Apollodorus, Epitome (ed. Sir James George Frazer), book E (search)
But not knowing the course to steer for Troy, they put in to Mysia and ravaged it, supposing it to be Troy.With the following account of the landing of the Greeks in Mysia and their encounter with Telephus, compare Proclus, in Epicorum Graecorum Fragmdue. The incident is alluded to by Pind. I. 8.48(106)ff. The war in Mysia is narrated in more detail by Philostratus, Her. iii.28-36branch and wounded with a spear in the thigh. Departing from Mysia, the Greeks put to sea, and a violent storm coming on, they were arations, set out on the expedition and after their retirement from Mysia to Greece eight years elapsed before they again returned to hen the one who wounded him should turn physician, came from Mysia to Argos, clad in rags, and begged the help of Achillconverted the adjective Pelasgian into a noun Pelasgus. from Mysia, ChromiusHomer calls him Chromis (Hom. Il. 2.858). and Enno
Apollodorus, Epitome (ed. Sir James George Frazer), book E (search)
r the Trojans, bringing a great force of Mysians. He performed doughty deeds, but was slain by Neoptolemus.As to the single combat of Eurypylus and Neoptolemus, and the death of Eurypylus, see Hom. Od. 11.516-521; the Little Iliad of Lesches, summarized by Proclus, in Epicorum Graecorum Fragmenta, ed. G. Kinkel, p. 37; Quintus Smyrnaeus, Posthomerica viii.128-220; Tzetzes, Posthomerica 560-565; Dictys Cretensis iv.17. Eurypulus was king of Mysia. At first his mother Astyoche refused to let him go to the Trojan war, but Priam overcame her scruples by the present of a golden vine. See Scholiast on Hom. Od. xi.520. The brief account which Apollodorus gives of the death of Eurypylus agrees closely with the equally summary narrative of Proclus. Sophocles composed a tragedy on the subject, of which some very mutilated fragments have been discovered in Egypt. See The Fragments of So
Aristotle, Poetics, section 1460a (search)
f inexplicable details; so far as possible there should be nothing inexplicable, or, if there is, it should lie outside the story—as, for instance, Oedipus not knowing how Laius died—and not in the play; for example, in the Electra the news of the Pythian games,In Sophocles'Electrathe plot hinges on a false story of Orestes' death by an accident at the Pythian games. Presumably the anachronism shocked Aristotle. or in the Mysians the man who came from Tegea to Mysia without speaking.Telephus. To say that the plot would otherwise have been ruined is ridiculous. One should not in the first instance construct such a plot, and if a poet does write thus, and there seems to be a more reasonable way of treating the incident, then it is positively absurd. Even in the Odyssey the inexplicable elements in the story of his landingHom. Od. 13.116ff. It seemed to the critics inexplicable that Odysseus should not awake when his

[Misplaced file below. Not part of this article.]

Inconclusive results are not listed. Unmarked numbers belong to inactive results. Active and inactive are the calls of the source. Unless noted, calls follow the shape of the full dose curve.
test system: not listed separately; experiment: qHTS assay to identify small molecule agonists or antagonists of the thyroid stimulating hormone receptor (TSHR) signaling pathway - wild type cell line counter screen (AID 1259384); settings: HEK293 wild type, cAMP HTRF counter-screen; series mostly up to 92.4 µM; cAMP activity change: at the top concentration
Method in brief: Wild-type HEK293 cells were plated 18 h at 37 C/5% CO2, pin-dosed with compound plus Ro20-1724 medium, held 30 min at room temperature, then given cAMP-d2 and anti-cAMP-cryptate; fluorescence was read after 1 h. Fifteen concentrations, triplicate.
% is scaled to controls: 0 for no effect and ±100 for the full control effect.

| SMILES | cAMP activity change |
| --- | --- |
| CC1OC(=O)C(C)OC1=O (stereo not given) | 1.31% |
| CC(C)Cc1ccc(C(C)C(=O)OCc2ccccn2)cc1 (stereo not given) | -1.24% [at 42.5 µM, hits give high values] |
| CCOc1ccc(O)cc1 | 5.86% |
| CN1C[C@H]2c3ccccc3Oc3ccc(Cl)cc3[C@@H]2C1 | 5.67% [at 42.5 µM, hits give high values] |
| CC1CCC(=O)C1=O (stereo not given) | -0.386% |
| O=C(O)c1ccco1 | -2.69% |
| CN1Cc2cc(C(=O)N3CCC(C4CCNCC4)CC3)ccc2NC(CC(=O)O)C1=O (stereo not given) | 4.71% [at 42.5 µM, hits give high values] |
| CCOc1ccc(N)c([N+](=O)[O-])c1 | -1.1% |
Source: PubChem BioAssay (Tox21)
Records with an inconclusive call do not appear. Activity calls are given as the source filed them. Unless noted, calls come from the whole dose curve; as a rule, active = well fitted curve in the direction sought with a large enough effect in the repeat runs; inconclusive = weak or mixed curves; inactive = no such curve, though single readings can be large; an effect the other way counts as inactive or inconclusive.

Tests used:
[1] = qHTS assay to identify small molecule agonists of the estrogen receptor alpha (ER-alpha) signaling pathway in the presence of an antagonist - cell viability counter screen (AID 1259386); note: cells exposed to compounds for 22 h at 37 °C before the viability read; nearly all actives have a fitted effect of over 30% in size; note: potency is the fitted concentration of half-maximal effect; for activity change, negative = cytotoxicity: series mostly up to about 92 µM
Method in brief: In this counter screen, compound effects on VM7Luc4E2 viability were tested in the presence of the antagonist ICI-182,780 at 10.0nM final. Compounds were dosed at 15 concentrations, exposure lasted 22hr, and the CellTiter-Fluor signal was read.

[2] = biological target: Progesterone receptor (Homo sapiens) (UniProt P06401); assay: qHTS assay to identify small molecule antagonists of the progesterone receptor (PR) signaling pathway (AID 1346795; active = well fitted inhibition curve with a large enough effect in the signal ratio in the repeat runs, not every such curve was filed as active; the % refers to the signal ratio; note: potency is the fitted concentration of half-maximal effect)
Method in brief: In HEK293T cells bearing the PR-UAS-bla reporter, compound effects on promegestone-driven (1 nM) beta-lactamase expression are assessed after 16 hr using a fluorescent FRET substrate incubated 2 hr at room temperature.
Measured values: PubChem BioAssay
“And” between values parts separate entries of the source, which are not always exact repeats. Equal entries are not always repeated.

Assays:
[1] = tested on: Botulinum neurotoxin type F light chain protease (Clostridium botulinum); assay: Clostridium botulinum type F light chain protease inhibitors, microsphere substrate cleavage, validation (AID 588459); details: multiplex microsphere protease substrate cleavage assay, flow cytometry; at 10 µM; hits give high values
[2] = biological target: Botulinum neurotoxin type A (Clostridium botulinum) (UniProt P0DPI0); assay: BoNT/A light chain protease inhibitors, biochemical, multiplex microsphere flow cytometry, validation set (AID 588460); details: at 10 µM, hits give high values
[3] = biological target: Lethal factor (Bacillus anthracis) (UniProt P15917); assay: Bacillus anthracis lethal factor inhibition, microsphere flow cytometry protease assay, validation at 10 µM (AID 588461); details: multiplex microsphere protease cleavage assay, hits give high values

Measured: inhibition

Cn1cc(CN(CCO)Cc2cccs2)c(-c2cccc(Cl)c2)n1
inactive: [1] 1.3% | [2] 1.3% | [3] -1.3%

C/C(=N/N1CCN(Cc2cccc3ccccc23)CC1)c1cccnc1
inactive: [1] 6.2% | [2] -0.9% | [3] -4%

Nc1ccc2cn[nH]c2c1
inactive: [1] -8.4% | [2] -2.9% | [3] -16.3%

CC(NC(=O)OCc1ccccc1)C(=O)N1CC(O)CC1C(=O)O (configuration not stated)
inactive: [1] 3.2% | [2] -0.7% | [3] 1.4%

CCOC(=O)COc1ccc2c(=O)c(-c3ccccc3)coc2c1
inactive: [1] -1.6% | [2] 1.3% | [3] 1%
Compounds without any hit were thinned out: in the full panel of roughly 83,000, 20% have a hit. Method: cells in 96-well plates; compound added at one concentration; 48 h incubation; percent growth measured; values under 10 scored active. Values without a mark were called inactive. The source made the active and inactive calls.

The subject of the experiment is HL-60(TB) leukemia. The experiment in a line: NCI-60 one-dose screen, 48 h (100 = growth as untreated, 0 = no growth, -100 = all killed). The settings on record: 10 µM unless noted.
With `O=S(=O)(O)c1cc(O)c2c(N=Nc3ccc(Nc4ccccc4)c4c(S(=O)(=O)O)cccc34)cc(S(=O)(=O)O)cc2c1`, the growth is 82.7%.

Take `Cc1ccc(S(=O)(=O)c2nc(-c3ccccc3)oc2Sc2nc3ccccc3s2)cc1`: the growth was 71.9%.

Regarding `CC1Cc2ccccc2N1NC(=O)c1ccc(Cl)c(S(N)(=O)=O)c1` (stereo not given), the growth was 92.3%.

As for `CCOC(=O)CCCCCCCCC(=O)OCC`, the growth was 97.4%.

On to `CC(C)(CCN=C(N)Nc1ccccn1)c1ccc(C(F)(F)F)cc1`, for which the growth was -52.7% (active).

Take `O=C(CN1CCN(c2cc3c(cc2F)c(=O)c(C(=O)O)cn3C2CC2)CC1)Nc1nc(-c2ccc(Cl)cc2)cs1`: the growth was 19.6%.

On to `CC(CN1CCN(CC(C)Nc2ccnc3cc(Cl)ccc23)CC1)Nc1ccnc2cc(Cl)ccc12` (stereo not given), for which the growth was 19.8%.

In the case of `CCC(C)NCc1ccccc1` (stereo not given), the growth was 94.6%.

Aristotle, Rhetoric (ed. J. H. Freese), book 3, chapter 2 (search)
“‘convey’ the wise it call” (Merry Wives, I. iii.). Either the euphemistic or unfavorable application of the term may be adopted.; and so it is allowable to say that the man who has committed a crime has “made a mistake,” that the man who has “made a mistake” is “guilty of crime”, and that one who has committed a theft has either “taken” or “ravaged.” The saying in the Telephus of Euripides, Ruling over the oar and having landed in Mysia, is inappropriate, because the word ruling exceeds the dignity of the subject, and so the artifice can be seen. Forms of words also are faulty, if they do not express an agreeable sound; for instance, Dionysius the BrazenAccording to Athenaeus, p. 669, he was a poet and rhetorician who recommended the Athenians to use bronze money. in his elegiacs speaks of poetry as the scream of Calliope; both are
Demosthenes, On the Navy, section 31 (search)
Again, what frightens some of you—that his wealth will attract a large mercenary army—does not strike me as true. For although I believe that many Greeks would consent to serve in his pay against the Egyptians and OrontesEgypt had been in revolt for many years, and in 363 most of the satraps of western Asia, including Orontes, satrap of Mysia, joined in the rebellion. Agesilaus, Iphicrates and Chabrias were among the Greek generals who took part on one side or the other. and other barbarians, not so much to enable him to subdue any of those enemies as to win for themselves wealth and relief from their present poverty, yet I do not think that any Greek would attack Greece. For where would he retire afterwards? Will he go to Ph